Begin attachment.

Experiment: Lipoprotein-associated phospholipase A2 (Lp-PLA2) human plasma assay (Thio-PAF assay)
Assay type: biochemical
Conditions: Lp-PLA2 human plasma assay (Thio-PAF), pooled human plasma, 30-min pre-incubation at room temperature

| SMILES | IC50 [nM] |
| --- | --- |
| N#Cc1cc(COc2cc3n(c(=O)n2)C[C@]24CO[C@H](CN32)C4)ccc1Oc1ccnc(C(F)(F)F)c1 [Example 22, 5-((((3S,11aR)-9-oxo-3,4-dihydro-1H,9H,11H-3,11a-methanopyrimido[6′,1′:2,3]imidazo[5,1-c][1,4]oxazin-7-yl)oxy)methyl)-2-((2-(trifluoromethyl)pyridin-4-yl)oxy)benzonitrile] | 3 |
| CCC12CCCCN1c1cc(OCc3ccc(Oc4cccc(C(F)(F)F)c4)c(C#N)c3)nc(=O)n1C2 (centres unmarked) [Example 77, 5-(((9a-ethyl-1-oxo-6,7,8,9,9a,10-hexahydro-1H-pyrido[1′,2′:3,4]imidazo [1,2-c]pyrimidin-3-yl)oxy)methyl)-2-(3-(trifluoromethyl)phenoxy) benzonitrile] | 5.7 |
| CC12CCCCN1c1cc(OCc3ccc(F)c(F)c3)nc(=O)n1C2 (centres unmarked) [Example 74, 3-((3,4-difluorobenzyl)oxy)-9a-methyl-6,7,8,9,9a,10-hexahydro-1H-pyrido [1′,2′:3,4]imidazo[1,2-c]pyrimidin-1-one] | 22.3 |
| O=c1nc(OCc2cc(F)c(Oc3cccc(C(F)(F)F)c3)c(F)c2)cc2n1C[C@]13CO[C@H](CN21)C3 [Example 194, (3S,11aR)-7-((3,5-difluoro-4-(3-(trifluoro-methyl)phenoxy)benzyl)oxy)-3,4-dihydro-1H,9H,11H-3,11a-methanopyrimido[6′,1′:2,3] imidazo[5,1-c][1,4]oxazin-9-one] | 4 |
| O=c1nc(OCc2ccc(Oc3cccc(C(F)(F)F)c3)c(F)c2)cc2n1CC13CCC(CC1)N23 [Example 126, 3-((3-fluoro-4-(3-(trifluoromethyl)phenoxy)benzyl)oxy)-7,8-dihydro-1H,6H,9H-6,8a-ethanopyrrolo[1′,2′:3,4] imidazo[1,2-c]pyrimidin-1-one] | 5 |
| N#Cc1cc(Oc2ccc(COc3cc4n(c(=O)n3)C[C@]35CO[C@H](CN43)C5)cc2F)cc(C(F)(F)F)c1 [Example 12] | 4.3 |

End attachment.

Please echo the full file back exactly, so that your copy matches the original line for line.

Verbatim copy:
Experiment: Lipoprotein-associated phospholipase A2 (Lp-PLA2) human plasma assay (Thio-PAF assay)
Assay type: biochemical
Conditions: Lp-PLA2 human plasma assay (Thio-PAF), pooled human plasma, 30-min pre-incubation at room temperature

| SMILES | IC50 [nM] |
| --- | --- |
| N#Cc1cc(COc2cc3n(c(=O)n2)C[C@]24CO[C@H](CN32)C4)ccc1Oc1ccnc(C(F)(F)F)c1 [Example 22, 5-((((3S,11aR)-9-oxo-3,4-dihydro-1H,9H,11H-3,11a-methanopyrimido[6′,1′:2,3]imidazo[5,1-c][1,4]oxazin-7-yl)oxy)methyl)-2-((2-(trifluoromethyl)pyridin-4-yl)oxy)benzonitrile] | 3 |
| CCC12CCCCN1c1cc(OCc3ccc(Oc4cccc(C(F)(F)F)c4)c(C#N)c3)nc(=O)n1C2 (centres unmarked) [Example 77, 5-(((9a-ethyl-1-oxo-6,7,8,9,9a,10-hexahydro-1H-pyrido[1′,2′:3,4]imidazo [1,2-c]pyrimidin-3-yl)oxy)methyl)-2-(3-(trifluoromethyl)phenoxy) benzonitrile] | 5.7 |
| CC12CCCCN1c1cc(OCc3ccc(F)c(F)c3)nc(=O)n1C2 (centres unmarked) [Example 74, 3-((3,4-difluorobenzyl)oxy)-9a-methyl-6,7,8,9,9a,10-hexahydro-1H-pyrido [1′,2′:3,4]imidazo[1,2-c]pyrimidin-1-one] | 22.3 |
| O=c1nc(OCc2cc(F)c(Oc3cccc(C(F)(F)F)c3)c(F)c2)cc2n1C[C@]13CO[C@H](CN21)C3 [Example 194, (3S,11aR)-7-((3,5-difluoro-4-(3-(trifluoro-methyl)phenoxy)benzyl)oxy)-3,4-dihydro-1H,9H,11H-3,11a-methanopyrimido[6′,1′:2,3] imidazo[5,1-c][1,4]oxazin-9-one] | 4 |
| O=c1nc(OCc2ccc(Oc3cccc(C(F)(F)F)c3)c(F)c2)cc2n1CC13CCC(CC1)N23 [Example 126, 3-((3-fluoro-4-(3-(trifluoromethyl)phenoxy)benzyl)oxy)-7,8-dihydro-1H,6H,9H-6,8a-ethanopyrrolo[1′,2′:3,4] imidazo[1,2-c]pyrimidin-1-one] | 5 |
| N#Cc1cc(Oc2ccc(COc3cc4n(c(=O)n3)C[C@]35CO[C@H](CN43)C5)cc2F)cc(C(F)(F)F)c1 [Example 12] | 4.3 |